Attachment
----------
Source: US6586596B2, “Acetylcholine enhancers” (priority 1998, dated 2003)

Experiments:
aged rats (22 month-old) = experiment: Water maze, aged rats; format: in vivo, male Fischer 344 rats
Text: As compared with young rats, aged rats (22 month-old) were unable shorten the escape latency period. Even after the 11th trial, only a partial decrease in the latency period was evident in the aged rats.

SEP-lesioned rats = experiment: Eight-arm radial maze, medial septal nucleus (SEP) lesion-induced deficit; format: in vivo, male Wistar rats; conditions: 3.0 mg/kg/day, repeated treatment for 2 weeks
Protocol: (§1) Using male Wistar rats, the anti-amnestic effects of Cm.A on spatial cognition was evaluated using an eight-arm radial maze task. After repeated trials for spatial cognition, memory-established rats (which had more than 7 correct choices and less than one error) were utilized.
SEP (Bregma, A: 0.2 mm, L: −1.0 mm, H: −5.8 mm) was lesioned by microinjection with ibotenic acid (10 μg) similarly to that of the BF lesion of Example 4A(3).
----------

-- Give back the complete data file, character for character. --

Source: US6586596B2, “Acetylcholine enhancers” (priority 1998, dated 2003)

Experiments:
aged rats (22 month-old) = experiment: Water maze, aged rats; format: in vivo, male Fischer 344 rats
Text: As compared with young rats, aged rats (22 month-old) were unable shorten the escape latency period. Even after the 11th trial, only a partial decrease in the latency period was evident in the aged rats.

SEP-lesioned rats = experiment: Eight-arm radial maze, medial septal nucleus (SEP) lesion-induced deficit; format: in vivo, male Wistar rats; conditions: 3.0 mg/kg/day, repeated treatment for 2 weeks
Protocol: (§1) Using male Wistar rats, the anti-amnestic effects of Cm.A on spatial cognition was evaluated using an eight-arm radial maze task. After repeated trials for spatial cognition, memory-established rats (which had more than 7 correct choices and less than one error) were utilized.
SEP (Bregma, A: 0.2 mm, L: −1.0 mm, H: −5.8 mm) was lesioned by microinjection with ibotenic acid (10 μg) similarly to that of the BF lesion of Example 4A(3).